Manoa Professor Wins National Science Foundation CAREER AwardUniversity of Hawaiʻi at Mānoa
UH Manoa Professor Hundhausen Wins National Science Foundation CAREER Award
HONOLULU: Christopher Hundhausen, an assistant professor in the Informationand Computer Sciences Department, recently won a prestigious NationalScience Foundation FacultyEarly Career Development (CAREER) award. This is the second such award to the ICS department: last year ICS faculty Dan Suthers received the award. Suthers and Hundhausen are directors of the Laboratory for Interactive Learning Technologies (LILT, http://lilt.ics.hawaii.edu/).
With his award, Hundhausen will develop and empirically evaluate of a newapproach to teaching computer algorithms in undergraduate computer scienceclassrooms. Based on the studio-based teaching paradigm used inarchitecture, his novel approach revolves around problem-based "studio"exercises in which students use electronic whiteboards and sketch-basedvisualization software both to create their own visualizations of thecomputer algorithms under study, and to present those visualizations totheir peers and instructor for feedback and discussion.
A passionate advocate for the human in the human-computer equation,Hundhausen says his primary research goal is to develop computer softwarewhose design is firmly rooted in empirical studies of humans. "I like toincorporate actual users of the system at every step in the design process,"says Hundhausen. "For example, before the first line of computer code for asoftware system is ever written, I want already to have conducted fieldstudies of its scenario of use, and also user studies with paper prototypesof the system."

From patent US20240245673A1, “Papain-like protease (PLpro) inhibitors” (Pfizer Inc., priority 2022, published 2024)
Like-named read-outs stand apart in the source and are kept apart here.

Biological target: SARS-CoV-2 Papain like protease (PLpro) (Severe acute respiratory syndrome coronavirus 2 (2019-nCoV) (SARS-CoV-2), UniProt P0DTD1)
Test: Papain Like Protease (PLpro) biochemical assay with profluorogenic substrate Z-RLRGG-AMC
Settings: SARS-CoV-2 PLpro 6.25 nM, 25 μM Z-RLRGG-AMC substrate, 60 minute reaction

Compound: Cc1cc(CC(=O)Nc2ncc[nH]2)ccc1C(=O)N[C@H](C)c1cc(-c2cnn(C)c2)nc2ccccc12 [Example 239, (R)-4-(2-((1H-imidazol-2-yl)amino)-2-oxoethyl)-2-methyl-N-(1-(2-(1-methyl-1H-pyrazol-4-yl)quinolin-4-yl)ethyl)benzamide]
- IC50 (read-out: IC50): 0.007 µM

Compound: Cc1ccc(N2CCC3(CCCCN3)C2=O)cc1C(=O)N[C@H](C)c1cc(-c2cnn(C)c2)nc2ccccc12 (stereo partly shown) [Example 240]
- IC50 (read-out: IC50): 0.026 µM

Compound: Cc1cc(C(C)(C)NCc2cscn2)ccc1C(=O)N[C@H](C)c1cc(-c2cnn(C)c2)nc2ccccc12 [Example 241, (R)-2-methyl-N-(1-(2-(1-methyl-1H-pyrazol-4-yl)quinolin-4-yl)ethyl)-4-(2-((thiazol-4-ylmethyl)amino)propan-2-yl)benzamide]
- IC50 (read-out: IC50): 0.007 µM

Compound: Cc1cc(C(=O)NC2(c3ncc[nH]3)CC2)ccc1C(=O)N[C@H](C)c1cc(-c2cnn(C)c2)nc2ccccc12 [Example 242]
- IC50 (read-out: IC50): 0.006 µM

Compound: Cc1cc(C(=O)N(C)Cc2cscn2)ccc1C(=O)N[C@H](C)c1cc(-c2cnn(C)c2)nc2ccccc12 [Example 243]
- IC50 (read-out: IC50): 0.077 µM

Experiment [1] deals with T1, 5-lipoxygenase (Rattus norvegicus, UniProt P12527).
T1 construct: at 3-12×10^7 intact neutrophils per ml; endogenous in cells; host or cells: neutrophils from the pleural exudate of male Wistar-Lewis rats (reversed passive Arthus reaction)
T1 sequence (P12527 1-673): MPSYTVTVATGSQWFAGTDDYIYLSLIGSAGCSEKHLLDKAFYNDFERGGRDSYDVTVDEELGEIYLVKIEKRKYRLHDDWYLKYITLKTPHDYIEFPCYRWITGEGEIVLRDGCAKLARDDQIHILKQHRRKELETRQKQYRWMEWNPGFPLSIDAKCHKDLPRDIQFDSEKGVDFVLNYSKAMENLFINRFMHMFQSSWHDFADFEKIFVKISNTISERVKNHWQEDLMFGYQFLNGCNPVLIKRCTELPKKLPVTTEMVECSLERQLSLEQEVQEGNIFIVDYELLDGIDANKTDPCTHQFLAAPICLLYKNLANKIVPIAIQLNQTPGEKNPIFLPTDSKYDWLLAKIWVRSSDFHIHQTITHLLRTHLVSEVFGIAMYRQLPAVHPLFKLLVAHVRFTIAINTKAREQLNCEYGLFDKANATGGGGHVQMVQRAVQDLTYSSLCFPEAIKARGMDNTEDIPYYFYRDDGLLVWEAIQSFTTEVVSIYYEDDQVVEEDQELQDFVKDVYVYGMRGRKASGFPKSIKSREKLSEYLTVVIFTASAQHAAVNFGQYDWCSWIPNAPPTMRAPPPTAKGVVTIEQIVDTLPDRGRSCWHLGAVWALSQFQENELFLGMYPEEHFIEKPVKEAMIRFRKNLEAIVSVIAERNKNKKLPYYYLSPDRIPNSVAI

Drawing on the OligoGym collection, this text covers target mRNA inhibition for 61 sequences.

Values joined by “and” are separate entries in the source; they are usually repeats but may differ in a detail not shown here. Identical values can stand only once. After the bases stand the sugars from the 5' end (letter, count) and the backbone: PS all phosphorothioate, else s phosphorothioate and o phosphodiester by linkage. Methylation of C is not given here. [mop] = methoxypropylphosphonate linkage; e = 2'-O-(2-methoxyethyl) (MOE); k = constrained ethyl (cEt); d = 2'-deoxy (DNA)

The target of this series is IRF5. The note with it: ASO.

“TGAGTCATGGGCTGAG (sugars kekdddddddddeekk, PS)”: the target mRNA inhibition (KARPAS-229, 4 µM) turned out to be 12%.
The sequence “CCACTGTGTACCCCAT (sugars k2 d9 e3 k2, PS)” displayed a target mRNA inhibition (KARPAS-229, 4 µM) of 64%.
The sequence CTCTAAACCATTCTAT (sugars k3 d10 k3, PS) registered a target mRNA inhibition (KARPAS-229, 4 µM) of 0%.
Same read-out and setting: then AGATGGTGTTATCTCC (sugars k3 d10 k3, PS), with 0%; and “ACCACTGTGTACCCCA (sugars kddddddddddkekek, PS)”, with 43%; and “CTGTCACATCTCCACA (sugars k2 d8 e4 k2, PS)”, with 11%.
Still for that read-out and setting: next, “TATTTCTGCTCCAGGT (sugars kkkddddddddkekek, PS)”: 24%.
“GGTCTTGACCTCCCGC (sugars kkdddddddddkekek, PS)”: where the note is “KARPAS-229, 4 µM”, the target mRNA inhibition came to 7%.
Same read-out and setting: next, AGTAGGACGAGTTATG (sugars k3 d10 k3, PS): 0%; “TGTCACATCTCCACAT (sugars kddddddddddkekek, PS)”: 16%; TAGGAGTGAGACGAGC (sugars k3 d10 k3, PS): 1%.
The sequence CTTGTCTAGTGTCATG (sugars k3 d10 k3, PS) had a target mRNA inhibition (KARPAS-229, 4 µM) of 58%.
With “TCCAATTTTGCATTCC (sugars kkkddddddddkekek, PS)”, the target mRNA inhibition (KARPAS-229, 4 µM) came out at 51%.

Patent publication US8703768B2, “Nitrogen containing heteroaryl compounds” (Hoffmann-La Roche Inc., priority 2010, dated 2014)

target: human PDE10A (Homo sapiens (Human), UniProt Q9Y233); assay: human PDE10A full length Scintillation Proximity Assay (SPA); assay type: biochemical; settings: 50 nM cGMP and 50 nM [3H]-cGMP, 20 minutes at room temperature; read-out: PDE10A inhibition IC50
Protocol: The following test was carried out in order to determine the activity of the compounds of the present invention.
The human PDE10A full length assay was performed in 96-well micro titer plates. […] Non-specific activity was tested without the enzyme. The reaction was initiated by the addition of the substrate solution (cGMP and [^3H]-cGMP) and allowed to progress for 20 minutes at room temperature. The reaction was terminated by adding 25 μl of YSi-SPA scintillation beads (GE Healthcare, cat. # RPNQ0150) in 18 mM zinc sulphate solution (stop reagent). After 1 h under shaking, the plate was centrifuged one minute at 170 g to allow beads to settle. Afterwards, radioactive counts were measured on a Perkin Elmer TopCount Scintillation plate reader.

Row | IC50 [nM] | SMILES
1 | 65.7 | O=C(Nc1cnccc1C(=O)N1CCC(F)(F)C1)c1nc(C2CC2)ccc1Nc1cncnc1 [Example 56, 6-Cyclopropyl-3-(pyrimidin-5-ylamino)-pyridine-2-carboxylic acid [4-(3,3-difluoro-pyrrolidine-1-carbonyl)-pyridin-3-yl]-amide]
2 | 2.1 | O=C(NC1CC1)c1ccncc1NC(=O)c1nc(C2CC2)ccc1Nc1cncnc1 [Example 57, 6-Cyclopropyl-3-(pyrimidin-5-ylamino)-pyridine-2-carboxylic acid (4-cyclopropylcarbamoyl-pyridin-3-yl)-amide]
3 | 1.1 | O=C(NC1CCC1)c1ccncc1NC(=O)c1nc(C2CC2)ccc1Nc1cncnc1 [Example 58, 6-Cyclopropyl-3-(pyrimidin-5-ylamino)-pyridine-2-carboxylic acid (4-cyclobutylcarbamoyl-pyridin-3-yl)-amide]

Hundhausen received his Ph.D. at the University of Oregon in 1999. Whilethere, he focused on developing a theoretical orientation, along withsupporting software and classroom activities, for teaching computeralgorithms using algorithm visualization technology. The software hedeveloped, the "Algorithm Visualization Storyboarder" (ALVIS), is serving asthe foundation for the studio-based curriculum he will be designing underhis grant research.
NSF established the CAREER program in 1995 to help top performing juniorfaculty scientists and engineers simultaneously develop their contributionsand commitment to research and education. The CAREER award is NSF's mostprestigious award for junior faculty members. Awards typically range from$200,000 to $500,000 and are in duration from four to five years.Hundhausen's award is for $530,000 over five years.
For more information, visit: http://www.nsf.gov/home/crssprgm/career/start.htm